Let’s Make Birthing in Hospitals Better!

Melissa Rodriguez, DMSc, PA-C

May 17, 2022

Have you heard? Maternal mortality rates are increasing in the U.S. We now have the highest maternal mortality rates in all developed countries. The 2020 report from the National Center for Health Statistics, based on data from the National Vital Statistics System, showed that 861 women died due to maternal causes, up to 42 days after the end of pregnancy, with a general maternal mortality rate of 23.8 deaths per 100,000 live births in 2020 (Hoyert, 2022). When stratified by race, non-Hispanic Black women had 55.3 deaths per 100,000 live births, 2.9 times that of non-Hispanic White women. Several medical causes are identified, including cardiac disease, hypertension, hemorrhage, and venous thromboembolism. Social determinants of health also strongly correlate with mortality, as they contribute to preexisting health conditions and why people of color avoid seeking care.

Racism and inadequate access to care further isolate people in need. For instance, maternity care deserts, caused by the increasing number of hospital closures in rural communities, have increased and led to an increase in out-of-hospital and preterm births and births in hospitals without obstetric units in the following year after closure (Kozhimannil et al., 2018). The degree of isolation and lack of services may contribute to maternal mortality in the U.S. and exacerbate the socioeconomic differences within contrasting populations. This phenomenon was highlighted in a study in Louisiana, where those with a lack of maternity care experienced a 91% increase in the risk of death during pregnancy and up to one year postpartum (Wallace et al., 2021). Sadly, even with access, women of color may choose to deliver outside of the hospital due to racism and obstetric birth trauma. We need to improve our services.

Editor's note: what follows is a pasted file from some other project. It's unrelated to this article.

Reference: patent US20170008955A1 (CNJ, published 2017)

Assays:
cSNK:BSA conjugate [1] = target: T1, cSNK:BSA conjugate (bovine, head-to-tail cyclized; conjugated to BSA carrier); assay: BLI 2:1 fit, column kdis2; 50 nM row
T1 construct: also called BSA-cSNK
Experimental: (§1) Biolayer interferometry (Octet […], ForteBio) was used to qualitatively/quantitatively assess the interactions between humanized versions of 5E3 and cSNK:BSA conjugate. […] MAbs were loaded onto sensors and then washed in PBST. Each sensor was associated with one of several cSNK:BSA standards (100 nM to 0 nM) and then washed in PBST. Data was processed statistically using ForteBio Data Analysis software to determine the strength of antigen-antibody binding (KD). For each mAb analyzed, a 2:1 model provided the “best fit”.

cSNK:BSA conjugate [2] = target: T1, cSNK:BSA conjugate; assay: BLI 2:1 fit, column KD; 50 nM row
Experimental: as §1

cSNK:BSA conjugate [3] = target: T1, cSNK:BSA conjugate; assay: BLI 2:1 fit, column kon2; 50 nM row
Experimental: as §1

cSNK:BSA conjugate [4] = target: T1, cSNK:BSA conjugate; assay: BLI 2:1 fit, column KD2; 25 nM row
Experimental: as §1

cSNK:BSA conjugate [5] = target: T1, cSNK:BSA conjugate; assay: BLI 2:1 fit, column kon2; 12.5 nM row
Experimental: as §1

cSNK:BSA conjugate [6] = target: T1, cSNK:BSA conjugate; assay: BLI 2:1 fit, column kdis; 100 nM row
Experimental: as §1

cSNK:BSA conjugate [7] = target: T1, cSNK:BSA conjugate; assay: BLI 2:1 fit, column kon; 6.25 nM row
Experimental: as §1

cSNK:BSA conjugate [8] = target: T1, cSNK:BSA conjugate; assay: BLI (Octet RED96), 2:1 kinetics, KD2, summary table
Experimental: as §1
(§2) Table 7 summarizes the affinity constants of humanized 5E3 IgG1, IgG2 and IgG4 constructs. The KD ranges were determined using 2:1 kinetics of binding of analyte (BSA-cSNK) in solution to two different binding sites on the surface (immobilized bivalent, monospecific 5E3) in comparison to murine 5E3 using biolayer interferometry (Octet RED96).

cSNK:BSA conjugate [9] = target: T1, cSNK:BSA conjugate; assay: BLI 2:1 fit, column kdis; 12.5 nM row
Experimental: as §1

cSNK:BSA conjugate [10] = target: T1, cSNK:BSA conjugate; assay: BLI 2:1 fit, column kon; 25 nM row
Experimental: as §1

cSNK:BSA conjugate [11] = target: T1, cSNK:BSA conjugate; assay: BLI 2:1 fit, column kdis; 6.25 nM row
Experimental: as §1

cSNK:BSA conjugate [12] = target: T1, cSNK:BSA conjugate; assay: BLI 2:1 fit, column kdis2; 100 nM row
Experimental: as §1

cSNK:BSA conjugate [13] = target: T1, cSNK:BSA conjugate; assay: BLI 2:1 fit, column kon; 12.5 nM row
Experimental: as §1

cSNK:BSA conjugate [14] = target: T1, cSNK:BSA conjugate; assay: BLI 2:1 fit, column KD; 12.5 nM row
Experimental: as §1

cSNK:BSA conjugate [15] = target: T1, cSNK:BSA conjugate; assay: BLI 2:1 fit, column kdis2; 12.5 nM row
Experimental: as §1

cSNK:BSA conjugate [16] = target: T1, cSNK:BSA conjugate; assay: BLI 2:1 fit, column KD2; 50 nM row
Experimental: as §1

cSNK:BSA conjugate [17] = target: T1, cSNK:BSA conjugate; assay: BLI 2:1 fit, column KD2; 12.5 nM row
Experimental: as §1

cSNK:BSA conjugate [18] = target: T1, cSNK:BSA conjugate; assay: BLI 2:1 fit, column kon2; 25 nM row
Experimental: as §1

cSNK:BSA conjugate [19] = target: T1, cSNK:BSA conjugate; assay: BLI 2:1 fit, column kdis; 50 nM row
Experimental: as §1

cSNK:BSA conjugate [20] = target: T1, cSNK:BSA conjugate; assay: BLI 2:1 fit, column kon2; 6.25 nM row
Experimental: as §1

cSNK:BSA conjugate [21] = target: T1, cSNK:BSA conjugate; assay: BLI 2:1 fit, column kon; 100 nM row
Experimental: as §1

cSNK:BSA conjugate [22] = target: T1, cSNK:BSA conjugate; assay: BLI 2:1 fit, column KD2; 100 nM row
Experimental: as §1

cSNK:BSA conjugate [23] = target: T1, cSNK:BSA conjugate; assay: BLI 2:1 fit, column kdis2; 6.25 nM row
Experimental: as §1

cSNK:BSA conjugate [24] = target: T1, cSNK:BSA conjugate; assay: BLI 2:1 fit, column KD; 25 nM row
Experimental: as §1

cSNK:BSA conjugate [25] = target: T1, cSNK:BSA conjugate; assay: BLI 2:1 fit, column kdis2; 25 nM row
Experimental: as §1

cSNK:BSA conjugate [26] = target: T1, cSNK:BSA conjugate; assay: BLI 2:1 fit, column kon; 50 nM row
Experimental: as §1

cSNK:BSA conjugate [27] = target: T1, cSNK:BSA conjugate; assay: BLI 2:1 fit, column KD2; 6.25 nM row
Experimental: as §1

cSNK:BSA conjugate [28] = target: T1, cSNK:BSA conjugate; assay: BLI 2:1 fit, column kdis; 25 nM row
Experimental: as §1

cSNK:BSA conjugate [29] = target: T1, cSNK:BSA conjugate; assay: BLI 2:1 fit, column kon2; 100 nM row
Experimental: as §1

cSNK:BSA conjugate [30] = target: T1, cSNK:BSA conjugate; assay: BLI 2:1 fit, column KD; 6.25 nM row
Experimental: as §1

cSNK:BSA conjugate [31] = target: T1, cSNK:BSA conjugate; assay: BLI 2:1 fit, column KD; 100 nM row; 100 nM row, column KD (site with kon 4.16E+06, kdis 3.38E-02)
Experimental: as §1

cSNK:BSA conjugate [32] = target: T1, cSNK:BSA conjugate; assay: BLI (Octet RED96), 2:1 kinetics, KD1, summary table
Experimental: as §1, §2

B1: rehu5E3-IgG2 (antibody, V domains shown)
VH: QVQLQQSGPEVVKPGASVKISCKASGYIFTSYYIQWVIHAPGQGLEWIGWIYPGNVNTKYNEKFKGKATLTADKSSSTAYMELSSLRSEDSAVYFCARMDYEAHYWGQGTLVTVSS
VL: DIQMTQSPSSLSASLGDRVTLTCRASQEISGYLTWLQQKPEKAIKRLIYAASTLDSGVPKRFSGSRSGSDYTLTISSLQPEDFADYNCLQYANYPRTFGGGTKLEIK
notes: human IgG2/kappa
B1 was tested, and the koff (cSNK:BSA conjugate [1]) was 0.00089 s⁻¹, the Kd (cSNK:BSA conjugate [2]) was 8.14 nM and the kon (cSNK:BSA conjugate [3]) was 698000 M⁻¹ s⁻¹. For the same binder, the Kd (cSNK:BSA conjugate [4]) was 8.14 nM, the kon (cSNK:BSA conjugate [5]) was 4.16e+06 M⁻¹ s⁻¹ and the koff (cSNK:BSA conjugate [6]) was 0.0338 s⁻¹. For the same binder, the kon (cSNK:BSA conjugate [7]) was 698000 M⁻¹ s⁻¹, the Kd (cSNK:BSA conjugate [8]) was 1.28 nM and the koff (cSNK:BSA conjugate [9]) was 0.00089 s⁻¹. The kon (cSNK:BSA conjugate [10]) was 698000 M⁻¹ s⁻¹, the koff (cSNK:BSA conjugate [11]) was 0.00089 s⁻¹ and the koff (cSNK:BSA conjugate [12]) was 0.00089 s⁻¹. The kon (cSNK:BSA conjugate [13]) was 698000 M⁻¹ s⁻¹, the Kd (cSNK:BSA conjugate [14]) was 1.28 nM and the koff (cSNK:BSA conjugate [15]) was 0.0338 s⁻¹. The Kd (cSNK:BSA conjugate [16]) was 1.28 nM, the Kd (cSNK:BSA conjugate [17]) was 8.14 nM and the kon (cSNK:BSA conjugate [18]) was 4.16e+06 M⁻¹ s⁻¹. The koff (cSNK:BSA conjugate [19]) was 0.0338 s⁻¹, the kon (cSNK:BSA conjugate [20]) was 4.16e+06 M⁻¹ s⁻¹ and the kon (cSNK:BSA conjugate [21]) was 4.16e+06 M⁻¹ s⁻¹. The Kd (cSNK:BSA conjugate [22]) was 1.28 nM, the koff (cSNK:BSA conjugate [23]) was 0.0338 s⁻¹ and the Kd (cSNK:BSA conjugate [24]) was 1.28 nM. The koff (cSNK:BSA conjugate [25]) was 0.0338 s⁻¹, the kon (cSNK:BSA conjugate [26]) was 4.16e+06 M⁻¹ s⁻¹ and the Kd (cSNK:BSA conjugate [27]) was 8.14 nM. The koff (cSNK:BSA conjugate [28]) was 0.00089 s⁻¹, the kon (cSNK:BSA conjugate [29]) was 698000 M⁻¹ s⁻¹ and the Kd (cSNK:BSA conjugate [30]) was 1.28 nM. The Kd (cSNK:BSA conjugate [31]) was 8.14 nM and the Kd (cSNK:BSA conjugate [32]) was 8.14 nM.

Most pregnancies in the U.S. are considered low risk. “High risk” describes a pregnancy with risk to the woman, fetus, or both, increasing the likelihood of a complication, adverse event, or poor outcomes occurring during or after the pregnancy or birth. However, there is always a risk of complications in pregnancy and delivery. The rising number of obese patients, the increasing age at first delivery, the increasing use of fertility treatments, and societal factors play a role in increasing the risk of pregnancy. Women aged 35 or above are at greater risk of maternal mortality, preeclampsia, poor fetal growth, fetal distress, and stillbirth when compared to mothers aged 25-29 (SMFM 2014; Cavazos-Rehg et al., 2015), and this age range accounted for 18% of all births in 2017. Despite this risk, mothers ages 35 and older were more likely to birth at home (23.6%) or at a birth center (18.1%) compared to a hospital birth (17.5%), without available specialty-specific interventions.

Previous cesarean birth also contributes to additional risks for mother and fetus, and the number of cesarean deliveries increased from 5% to 32% over the past 50 years. After a cesarean delivery, women can choose either a repeat cesarean section or vaginal birth after cesarean (VBAC), both of which carry risks. Planned labor increases the risk of maternal infection, surgical injury, and uterine rupture (ACOG, 2019e), particularly if it ends up requiring a repeat cesarean delivery. ACOG recommends a VBAC primarily if it was only one previous cesarean delivery, but concomitant risk factors must be considered, including maternal age, obesity, preexisting health issues, and obstetrical history (Wu, 2019; ACOG, 2019e). Despite this increased risk, VBAC delivery also occurred more frequently at home and in birth center settings (3.4% vs. 2.0%) (NIH, 2020).